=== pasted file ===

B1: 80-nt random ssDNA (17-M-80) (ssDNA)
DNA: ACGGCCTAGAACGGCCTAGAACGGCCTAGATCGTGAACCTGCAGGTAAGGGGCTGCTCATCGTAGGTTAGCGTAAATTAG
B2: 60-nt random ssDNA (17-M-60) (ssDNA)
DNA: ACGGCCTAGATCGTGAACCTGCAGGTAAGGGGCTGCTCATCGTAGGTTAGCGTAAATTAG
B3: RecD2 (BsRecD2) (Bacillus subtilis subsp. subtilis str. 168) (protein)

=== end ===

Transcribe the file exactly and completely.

B1: 80-nt random ssDNA (17-M-80) (ssDNA)
DNA: ACGGCCTAGAACGGCCTAGAACGGCCTAGATCGTGAACCTGCAGGTAAGGGGCTGCTCATCGTAGGTTAGCGTAAATTAG
B2: 60-nt random ssDNA (17-M-60) (ssDNA)
DNA: ACGGCCTAGATCGTGAACCTGCAGGTAAGGGGCTGCTCATCGTAGGTTAGCGTAAATTAG
B3: RecD2 (BsRecD2) (Bacillus subtilis subsp. subtilis str. 168) (protein)